This year I have actually got my act together and made my Christmas cake well in advance of Christmas.  I am trying to be very diligent and feed the cake weekly with a local alcohol called Vin de Noix (Walnut Wine) so that the cake is beautifully moist when I eventually cut into it on Christmas Day.

We in fact make the Vin de Noix each year in mid-June using a combination of green walnuts, eau de vie, red wine, sugar, orange and spices.  The resulting drink is quite delicious and smells like Christmas pudding.  I used it last year to soak the fruit in for my Christmas cake and then used it to feed the cake in the weeks leading up to Christmas. The resultant taste was superb.  However, I appreciate that Vin de Noix is not something that everyone can readily lay their hands on, so I would advise you to use whatever you have to hand for example Sherry, Madeira, Brandy or Whisky.

I have in fact made two Christmas cakes this year, one for my grandmother and one for me.  The cakes are not the same as I used what I could find in the store cupboards of each house, so, as an example my grandmother’s cake was made using white sugar which meant her cake was a golden brown colour after cooking.  By contrast I used dark brown sugar in my cake and so I have a cake that is a deep brown colour as you would expect of a rich fruit cake.  The one thing I ensured about both cakes was they were packed full of dried fruit, essential for any Christmas cake.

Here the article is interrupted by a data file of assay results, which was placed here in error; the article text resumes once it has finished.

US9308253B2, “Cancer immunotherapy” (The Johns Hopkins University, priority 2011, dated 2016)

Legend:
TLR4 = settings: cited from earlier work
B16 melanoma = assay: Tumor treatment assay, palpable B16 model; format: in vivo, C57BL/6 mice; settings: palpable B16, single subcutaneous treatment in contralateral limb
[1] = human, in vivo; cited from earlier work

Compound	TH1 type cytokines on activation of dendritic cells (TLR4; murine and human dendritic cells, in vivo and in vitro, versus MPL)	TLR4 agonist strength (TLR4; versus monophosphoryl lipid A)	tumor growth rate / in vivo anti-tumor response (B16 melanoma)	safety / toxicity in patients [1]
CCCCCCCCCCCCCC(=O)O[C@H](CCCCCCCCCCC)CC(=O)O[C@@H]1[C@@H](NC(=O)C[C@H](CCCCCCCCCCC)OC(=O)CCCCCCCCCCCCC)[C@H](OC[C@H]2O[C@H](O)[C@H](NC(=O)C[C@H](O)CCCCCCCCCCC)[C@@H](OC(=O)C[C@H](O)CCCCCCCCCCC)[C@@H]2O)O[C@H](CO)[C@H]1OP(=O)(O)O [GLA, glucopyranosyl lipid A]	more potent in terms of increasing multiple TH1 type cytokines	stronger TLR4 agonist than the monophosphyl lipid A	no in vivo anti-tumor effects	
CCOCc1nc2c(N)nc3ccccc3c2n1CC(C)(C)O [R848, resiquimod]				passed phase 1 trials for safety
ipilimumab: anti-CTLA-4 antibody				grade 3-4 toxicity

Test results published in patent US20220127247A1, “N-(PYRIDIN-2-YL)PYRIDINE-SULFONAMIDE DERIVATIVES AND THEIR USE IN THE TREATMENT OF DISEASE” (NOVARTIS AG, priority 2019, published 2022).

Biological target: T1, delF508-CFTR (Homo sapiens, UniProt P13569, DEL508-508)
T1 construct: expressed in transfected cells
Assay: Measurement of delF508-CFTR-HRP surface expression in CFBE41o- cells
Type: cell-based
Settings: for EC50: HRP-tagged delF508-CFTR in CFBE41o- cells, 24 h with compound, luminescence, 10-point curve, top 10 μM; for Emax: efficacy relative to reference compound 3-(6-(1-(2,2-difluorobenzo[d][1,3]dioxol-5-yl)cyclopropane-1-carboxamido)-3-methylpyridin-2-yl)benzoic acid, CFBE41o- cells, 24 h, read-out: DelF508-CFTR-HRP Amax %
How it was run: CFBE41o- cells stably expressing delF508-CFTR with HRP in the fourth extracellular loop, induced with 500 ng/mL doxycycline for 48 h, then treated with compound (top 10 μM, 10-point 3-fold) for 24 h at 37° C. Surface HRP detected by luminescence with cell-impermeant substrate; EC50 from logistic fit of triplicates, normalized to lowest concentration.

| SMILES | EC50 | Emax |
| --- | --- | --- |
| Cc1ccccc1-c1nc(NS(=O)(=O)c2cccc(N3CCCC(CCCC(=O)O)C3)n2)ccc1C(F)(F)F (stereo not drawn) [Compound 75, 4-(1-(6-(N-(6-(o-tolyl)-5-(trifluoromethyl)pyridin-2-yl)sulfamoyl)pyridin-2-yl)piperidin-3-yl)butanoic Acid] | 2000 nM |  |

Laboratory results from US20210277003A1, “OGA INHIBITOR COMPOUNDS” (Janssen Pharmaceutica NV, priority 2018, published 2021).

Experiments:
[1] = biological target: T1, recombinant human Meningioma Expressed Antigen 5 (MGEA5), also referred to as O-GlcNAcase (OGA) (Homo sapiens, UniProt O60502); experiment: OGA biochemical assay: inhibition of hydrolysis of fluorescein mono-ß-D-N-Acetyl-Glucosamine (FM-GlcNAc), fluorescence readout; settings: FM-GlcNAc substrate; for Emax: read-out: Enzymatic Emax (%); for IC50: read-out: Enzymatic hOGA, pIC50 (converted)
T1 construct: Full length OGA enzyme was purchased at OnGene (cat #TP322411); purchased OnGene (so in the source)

So for now, both the cakes are wrapped up tightly in tin foil and have been stored away in some old air-tight sweet tins, keeping them fresh between their weekly feeds.  They will remain this way until they are iced in the week before Christmas.  (See icing the Christmas cake).


My Christmas Cake


  • 1 wine glass Vin de Noix (or ½ wine glass Brandy, Madeira, Sherry or Whisky)
  • 18oz dried mixed fruit
  • 6oz raisins
  • 6oz currants
  • 6oz sultanas
  • 1½oz mixed peel
  •  4oz glacé cherries
  • 4½oz plain flour
  • 4½oz self-raising flour
  •  1tsp salt
  • 2tsp mixed spice
  • 2tsp cinnamon